At our next class, I started by giving her a long vocabulary list drawn up from our previous session, and went on to remind her about how English forms the past tense. She listened patiently, but It was clear that she wasn’t interested.  “Did you read any of the books?”, I asked her. “Yes, David Copperfield, fantastic! Some questions, please”. The questions were about vocab. and lexical chunks. My answers had to be quick, because she wanted to talk about Dicken’s Victorian England, her great grandparents and life under Franco. Off she went again, asking for help when she got stuck. This time I made a few recasts, raised my eyebrows at things she knew were wrong, that kind of thing, but basically, I just took notes and tried to keep up.  

Apart from the classes, Ana read over 20 graded readers, wrote a diary, and went over the notes I gave her quite thoroughly. Her progress was phenomenal; in six months she had improved so much that she could easily have passed the Cambridge First Certificate oral exam. She was thrilled with her progress, told all her friends that I was a genius, well the phone just didn’t stop ringing. Hello, Geoff. This is Fidel, Fidel Castro! Claro!).

I spent less than 5% of the time with her talking about grammar, and I spoke less than 30% of the time during the classes. I threw out a few bits of bait and then she took one and swam, so to speak. I knew next to nothing about SLA, but I’d been hugely impressed by Krashen’s (1981) Second Language Acquisition and Second Language Learning and I was already convinced (even if unable to articulate it)  that second language learning was mostly a matter of implicit, unconscious learning, with the implication that you best help students by getting them to engage in communicative tasks, where they, not the teacher, are the protagonists. Of course, there’s a huge difference between teaching a class of 10 to 30 students and teaching a single student, but if this “get out of the way and just help them talk” approach works so well in 1-to-1 classes, then it should, perhaps, be applied to any ELT environment.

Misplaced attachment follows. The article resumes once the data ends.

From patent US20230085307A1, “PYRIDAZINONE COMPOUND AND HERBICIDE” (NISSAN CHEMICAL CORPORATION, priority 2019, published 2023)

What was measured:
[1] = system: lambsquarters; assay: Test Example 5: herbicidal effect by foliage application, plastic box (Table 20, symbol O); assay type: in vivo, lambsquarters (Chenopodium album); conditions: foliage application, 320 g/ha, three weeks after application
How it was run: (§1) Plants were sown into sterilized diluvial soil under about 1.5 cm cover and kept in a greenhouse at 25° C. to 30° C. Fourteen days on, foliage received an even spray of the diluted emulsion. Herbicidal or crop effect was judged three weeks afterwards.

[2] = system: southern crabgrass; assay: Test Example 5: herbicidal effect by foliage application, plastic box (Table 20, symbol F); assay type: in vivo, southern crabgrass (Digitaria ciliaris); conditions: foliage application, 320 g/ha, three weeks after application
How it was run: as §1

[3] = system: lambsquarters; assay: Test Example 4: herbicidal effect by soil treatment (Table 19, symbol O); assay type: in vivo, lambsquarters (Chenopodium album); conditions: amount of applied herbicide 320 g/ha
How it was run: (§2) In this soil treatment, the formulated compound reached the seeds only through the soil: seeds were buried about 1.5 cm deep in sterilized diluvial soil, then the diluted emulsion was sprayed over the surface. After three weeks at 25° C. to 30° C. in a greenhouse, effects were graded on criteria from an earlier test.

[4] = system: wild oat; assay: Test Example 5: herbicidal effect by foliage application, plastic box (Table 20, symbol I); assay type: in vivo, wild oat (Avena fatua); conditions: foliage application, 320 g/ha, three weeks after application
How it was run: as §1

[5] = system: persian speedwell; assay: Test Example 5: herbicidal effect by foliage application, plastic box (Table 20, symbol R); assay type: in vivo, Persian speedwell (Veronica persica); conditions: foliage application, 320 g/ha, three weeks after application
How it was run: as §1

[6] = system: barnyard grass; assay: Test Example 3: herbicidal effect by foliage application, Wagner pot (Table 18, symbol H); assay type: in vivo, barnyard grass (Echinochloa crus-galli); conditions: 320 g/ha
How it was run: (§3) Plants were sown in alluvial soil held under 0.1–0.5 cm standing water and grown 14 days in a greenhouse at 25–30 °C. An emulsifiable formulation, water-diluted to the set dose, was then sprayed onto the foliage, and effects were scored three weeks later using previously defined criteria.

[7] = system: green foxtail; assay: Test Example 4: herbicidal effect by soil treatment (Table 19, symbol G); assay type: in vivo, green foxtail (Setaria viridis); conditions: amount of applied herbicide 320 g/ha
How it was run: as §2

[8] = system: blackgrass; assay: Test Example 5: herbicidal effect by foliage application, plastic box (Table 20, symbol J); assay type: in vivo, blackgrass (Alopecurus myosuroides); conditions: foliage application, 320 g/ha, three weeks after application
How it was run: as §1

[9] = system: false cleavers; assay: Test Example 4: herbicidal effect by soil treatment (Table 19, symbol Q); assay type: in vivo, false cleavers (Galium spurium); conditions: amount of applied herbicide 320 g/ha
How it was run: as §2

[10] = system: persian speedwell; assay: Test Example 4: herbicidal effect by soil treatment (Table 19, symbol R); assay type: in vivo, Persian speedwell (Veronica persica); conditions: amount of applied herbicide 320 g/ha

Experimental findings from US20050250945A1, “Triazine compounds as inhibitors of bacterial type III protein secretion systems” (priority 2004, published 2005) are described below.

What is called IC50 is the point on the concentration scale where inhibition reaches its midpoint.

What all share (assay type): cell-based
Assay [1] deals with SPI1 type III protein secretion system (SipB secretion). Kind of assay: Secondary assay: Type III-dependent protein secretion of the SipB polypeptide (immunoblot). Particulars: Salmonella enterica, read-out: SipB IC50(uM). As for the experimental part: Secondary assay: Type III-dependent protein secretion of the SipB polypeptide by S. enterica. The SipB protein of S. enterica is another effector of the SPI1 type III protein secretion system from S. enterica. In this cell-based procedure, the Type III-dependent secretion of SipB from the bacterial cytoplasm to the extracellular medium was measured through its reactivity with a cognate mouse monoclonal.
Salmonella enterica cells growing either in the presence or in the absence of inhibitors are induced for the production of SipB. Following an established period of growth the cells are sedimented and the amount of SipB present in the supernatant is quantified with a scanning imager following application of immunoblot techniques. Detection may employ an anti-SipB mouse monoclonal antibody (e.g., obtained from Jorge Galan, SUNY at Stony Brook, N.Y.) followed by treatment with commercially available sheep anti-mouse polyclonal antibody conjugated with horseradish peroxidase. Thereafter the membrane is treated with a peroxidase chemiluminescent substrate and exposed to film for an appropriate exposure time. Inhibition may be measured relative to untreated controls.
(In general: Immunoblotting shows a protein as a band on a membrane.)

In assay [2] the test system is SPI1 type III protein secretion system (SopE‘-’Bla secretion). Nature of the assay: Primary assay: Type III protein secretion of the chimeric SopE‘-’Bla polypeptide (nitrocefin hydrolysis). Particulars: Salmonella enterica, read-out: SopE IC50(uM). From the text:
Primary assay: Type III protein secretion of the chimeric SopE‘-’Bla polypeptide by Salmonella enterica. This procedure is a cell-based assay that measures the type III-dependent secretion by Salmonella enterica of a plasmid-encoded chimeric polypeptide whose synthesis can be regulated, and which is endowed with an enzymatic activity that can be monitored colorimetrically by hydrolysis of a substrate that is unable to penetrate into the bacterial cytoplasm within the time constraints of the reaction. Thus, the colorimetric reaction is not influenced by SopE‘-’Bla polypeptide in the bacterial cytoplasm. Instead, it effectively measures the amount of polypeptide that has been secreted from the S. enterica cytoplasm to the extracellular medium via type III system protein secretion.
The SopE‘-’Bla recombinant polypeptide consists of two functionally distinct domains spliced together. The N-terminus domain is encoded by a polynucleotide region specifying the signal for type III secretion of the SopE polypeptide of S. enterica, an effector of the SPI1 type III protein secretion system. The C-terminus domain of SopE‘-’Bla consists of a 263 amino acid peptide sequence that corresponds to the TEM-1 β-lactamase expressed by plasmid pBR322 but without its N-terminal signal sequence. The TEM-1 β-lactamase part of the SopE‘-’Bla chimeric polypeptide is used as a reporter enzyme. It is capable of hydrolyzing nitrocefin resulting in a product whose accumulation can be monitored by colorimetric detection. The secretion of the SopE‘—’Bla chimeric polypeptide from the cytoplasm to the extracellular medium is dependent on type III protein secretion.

I must add quickly that it was unusually easy for me to get out of the way and not slow down or mess up Ana’s development. Ana needed the minimum scaffolding, I was lucky as hell to have her as a student. You might well say that most students need more help, but that’s a slippery slope.   

P.S. I know: I describe language learning in a priveledged environment. Its content is purely contextual. Go to town on it, why don’t you, all you 19th century Marxists, and you 21st century postmodern, Derrida-doting, Lacan-loving, Faighclough-following deconstructors.

But for the rest of my readers – you gentle, story-loving readers, those who enjoy my cosy little fireside chats here on “What Do You Think You’re Doing?” – here’s the moral (which, for the benefit of the Marxists and post post modernist scoffers of my simple tale, posits, contradicts and transcends class conflict so cogently; and with apologies to Lewis Carroll): the more there is for you, the less there is for them.